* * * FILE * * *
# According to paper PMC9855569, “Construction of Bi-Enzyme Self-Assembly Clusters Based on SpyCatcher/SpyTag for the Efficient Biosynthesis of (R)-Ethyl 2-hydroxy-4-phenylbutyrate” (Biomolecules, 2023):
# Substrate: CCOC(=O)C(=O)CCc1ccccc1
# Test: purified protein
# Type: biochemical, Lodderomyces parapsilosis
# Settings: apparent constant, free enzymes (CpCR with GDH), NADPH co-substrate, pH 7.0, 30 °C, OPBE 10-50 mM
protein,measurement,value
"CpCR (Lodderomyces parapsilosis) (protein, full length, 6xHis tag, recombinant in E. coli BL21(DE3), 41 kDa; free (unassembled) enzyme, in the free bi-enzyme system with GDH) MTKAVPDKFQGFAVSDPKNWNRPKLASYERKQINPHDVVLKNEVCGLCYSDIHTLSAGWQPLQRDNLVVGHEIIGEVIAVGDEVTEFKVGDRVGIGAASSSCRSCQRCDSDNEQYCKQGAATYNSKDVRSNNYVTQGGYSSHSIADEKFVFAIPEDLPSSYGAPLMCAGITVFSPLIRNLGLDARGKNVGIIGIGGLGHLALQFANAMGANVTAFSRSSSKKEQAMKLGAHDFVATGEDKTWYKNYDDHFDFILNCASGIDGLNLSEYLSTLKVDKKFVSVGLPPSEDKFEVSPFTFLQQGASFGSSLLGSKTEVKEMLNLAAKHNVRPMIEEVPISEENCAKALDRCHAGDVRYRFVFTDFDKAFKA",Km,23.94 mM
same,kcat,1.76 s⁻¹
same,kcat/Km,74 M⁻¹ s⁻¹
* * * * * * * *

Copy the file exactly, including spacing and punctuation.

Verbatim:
# According to paper PMC9855569, “Construction of Bi-Enzyme Self-Assembly Clusters Based on SpyCatcher/SpyTag for the Efficient Biosynthesis of (R)-Ethyl 2-hydroxy-4-phenylbutyrate” (Biomolecules, 2023):
# Substrate: CCOC(=O)C(=O)CCc1ccccc1
# Test: purified protein
# Type: biochemical, Lodderomyces parapsilosis
# Settings: apparent constant, free enzymes (CpCR with GDH), NADPH co-substrate, pH 7.0, 30 °C, OPBE 10-50 mM
protein,measurement,value
"CpCR (Lodderomyces parapsilosis) (protein, full length, 6xHis tag, recombinant in E. coli BL21(DE3), 41 kDa; free (unassembled) enzyme, in the free bi-enzyme system with GDH) MTKAVPDKFQGFAVSDPKNWNRPKLASYERKQINPHDVVLKNEVCGLCYSDIHTLSAGWQPLQRDNLVVGHEIIGEVIAVGDEVTEFKVGDRVGIGAASSSCRSCQRCDSDNEQYCKQGAATYNSKDVRSNNYVTQGGYSSHSIADEKFVFAIPEDLPSSYGAPLMCAGITVFSPLIRNLGLDARGKNVGIIGIGGLGHLALQFANAMGANVTAFSRSSSKKEQAMKLGAHDFVATGEDKTWYKNYDDHFDFILNCASGIDGLNLSEYLSTLKVDKKFVSVGLPPSEDKFEVSPFTFLQQGASFGSSLLGSKTEVKEMLNLAAKHNVRPMIEEVPISEENCAKALDRCHAGDVRYRFVFTDFDKAFKA",Km,23.94 mM
same,kcat,1.76 s⁻¹
same,kcat/Km,74 M⁻¹ s⁻¹